What do you think? How do you stack up? Most leaders are masters at two of the three, which pair do you gravitate towards? Where do you think you spend most of your time? Champion communicators master the complete triad, what about you?

For another powerful concept on leadership communication check out my latest tele class,  Small Business Leadership: The 3 Power Beliefs of Champion Communicators, its already over but you can get access to the recording at

’til next time…make it a great week!

skip weisman, transforming leadership and workplace communication to deliver champion level results

Leadership Communication Lesson #4: Communicate With Compassion for Real Connection

Tonight we’re in Milan for the 4th concert of the Springsteen European Tour. I’ve heard many stories about the legendary Italian fans and the concerts in Milan so I’m really looking forward to tonight. After tonight we head to Florence with a stop in Pisa to see the Leaning Tower then to the show. If you’d like to follow my unique journey go to Facebook to see the map of the path we’ll be taking throughout this tour of Western Europe.

One of the greatest leaders in the history of team sports is National Hockey League Hall of Famer Mark Messier. Messier is the only player in league history to be the captain of two different teams that won the Stanley Cup. Overall in his career he was on a total of six Stanley Cup Championships.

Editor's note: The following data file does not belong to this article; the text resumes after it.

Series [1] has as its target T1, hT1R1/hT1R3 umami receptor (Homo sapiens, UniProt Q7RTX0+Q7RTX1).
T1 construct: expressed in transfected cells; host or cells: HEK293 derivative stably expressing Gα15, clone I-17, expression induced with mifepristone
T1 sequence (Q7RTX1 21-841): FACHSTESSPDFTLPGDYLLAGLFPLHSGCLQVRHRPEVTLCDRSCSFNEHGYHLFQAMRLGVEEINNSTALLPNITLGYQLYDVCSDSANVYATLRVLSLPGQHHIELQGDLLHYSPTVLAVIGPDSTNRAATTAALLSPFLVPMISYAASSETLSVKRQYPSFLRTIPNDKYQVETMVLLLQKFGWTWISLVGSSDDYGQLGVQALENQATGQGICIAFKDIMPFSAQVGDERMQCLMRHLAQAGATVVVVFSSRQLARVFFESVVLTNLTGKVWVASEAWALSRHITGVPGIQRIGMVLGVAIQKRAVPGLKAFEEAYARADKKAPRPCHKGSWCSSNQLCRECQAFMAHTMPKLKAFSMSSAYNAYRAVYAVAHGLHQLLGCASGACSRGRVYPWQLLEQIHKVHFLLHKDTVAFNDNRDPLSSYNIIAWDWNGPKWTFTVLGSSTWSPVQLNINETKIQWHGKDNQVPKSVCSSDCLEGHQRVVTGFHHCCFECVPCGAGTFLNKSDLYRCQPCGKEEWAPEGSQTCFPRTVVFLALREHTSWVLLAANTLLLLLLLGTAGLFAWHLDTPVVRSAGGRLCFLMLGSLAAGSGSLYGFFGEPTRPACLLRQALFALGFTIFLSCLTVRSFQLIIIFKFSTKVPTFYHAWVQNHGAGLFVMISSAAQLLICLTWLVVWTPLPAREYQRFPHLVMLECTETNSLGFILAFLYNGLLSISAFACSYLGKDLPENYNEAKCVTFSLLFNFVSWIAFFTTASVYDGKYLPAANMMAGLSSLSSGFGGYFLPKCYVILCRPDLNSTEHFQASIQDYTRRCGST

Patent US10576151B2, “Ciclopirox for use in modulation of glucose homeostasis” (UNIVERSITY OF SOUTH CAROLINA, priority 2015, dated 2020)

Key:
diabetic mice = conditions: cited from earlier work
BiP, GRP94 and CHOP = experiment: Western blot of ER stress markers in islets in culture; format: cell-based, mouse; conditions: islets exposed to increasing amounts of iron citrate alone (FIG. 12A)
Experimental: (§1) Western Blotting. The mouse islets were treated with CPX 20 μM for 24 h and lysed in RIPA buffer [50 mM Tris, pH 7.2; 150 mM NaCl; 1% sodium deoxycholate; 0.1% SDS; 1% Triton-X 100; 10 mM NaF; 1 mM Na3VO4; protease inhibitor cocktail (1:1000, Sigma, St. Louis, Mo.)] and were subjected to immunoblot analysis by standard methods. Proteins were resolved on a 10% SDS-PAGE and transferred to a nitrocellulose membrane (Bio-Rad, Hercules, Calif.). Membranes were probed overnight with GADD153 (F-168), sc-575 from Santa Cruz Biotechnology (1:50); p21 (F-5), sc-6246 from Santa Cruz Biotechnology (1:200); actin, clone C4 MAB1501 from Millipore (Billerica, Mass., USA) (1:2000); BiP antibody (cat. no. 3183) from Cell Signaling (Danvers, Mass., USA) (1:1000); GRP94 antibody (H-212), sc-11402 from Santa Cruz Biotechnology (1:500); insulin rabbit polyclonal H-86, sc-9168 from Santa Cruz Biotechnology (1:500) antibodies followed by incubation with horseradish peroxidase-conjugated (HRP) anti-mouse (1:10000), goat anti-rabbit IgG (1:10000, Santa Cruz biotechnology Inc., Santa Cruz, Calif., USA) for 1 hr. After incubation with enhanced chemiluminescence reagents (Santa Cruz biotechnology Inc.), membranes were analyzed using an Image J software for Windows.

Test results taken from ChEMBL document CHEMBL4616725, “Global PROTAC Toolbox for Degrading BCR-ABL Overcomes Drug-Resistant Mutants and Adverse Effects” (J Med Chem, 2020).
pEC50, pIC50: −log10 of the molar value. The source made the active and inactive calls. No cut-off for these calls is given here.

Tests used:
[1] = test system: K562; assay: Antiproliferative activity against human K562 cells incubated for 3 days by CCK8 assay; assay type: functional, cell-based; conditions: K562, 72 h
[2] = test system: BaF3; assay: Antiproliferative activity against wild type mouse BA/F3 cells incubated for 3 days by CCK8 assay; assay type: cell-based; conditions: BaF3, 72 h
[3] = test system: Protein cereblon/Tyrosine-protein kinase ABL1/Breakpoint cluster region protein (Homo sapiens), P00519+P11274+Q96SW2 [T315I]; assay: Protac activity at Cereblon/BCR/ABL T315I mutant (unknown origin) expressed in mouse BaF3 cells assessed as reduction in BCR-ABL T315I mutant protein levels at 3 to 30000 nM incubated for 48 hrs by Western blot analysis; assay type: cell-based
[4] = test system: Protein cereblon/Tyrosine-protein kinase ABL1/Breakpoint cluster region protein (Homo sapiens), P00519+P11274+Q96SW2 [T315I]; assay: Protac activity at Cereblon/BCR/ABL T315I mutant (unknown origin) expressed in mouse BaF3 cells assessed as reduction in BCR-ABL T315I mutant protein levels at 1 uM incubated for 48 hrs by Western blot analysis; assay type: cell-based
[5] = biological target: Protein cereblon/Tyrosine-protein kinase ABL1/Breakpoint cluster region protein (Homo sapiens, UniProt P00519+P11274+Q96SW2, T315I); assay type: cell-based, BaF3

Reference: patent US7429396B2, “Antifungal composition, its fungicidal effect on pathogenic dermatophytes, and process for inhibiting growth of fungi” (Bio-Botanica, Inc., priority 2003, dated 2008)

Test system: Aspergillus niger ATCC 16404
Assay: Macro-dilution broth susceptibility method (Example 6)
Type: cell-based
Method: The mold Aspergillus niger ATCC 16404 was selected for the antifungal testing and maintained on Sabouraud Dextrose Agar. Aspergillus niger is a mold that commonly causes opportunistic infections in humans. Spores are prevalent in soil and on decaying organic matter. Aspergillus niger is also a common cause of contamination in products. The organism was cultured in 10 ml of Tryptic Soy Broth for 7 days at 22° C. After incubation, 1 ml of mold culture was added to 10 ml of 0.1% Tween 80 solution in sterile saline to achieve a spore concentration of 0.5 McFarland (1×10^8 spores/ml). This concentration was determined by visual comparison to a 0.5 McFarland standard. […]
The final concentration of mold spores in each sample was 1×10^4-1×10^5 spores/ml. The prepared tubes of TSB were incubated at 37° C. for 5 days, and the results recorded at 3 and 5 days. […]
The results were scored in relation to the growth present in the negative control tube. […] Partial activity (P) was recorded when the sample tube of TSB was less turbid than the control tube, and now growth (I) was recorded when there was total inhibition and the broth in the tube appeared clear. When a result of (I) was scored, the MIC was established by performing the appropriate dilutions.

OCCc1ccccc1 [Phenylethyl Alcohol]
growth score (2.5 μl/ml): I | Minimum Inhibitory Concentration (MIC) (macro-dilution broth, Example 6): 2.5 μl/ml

Many leaders believe that communicating with compassion may be considered being a “soft” leader. Yet, no one ever associated the adjective “soft” with Mark Messier, one of the fiercest competitors that combined scoring talents with a physical style of play in the history of the game.

Here’s what Messier once said about the key to leadership:

“To lead, you have to have the trust of the players, and to do that you have to find a way to connect with them, to find common ground with every individual. It’s a people issue, not a sports issue. The way to find that common thread is compassion.” Messier added, “With compassion the appeal to the player is much deeper than the old hard-ass line that you’re going to get reprimanded if you don’t play well. We try to build a team, to bond, through the course of a year. And you can do that if you appeal in a compassionate way.”